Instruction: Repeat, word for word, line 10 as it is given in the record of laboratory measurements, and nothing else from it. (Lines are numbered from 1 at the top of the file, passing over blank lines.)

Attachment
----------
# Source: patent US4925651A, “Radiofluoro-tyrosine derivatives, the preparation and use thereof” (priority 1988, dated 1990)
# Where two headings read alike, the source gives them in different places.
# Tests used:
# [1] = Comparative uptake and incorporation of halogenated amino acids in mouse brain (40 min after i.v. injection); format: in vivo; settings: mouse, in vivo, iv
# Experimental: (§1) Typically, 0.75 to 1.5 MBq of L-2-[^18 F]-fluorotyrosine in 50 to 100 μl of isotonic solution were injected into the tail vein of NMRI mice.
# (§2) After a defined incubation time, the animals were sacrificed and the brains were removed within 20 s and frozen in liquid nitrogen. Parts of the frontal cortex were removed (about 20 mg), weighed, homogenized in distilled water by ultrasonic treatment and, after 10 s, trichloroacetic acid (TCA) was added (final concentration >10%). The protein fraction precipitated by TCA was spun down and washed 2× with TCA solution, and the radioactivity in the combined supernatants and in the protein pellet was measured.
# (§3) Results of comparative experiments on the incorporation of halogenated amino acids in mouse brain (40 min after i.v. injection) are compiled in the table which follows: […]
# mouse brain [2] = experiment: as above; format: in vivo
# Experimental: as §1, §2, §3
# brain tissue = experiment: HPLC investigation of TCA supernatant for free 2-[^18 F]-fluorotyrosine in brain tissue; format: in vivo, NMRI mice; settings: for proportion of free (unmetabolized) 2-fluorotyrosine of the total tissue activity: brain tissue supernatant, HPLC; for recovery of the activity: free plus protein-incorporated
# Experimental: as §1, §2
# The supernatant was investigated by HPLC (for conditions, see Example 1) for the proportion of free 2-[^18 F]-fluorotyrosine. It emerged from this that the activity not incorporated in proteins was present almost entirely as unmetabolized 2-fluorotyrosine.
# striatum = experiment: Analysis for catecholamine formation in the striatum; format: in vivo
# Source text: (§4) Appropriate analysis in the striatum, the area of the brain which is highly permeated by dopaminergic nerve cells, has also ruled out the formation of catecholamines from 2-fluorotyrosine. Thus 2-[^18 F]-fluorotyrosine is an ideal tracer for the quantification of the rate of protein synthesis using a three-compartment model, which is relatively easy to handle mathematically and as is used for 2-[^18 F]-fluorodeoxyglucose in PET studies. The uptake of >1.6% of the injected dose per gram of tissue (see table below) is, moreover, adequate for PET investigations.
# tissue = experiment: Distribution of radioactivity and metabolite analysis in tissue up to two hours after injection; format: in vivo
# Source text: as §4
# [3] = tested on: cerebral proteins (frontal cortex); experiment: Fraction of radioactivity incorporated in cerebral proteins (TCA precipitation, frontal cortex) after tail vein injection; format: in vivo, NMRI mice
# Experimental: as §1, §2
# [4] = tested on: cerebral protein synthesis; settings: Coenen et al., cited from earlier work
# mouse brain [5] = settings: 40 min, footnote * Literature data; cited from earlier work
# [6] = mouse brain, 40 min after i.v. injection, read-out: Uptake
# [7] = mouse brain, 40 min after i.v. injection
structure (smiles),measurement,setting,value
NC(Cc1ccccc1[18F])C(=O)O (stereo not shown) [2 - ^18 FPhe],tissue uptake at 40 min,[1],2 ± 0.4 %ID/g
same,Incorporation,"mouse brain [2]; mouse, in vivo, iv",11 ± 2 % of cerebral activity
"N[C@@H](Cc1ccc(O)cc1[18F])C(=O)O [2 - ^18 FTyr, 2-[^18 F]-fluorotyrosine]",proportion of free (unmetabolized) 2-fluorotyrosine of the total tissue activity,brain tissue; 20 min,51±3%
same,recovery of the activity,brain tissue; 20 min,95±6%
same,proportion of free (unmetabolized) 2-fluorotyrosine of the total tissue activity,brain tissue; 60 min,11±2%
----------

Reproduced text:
# brain tissue = experiment: HPLC investigation of TCA supernatant for free 2-[^18 F]-fluorotyrosine in brain tissue; format: in vivo, NMRI mice; settings: for proportion of free (unmetabolized) 2-fluorotyrosine of the total tissue activity: brain tissue supernatant, HPLC; for recovery of the activity: free plus protein-incorporated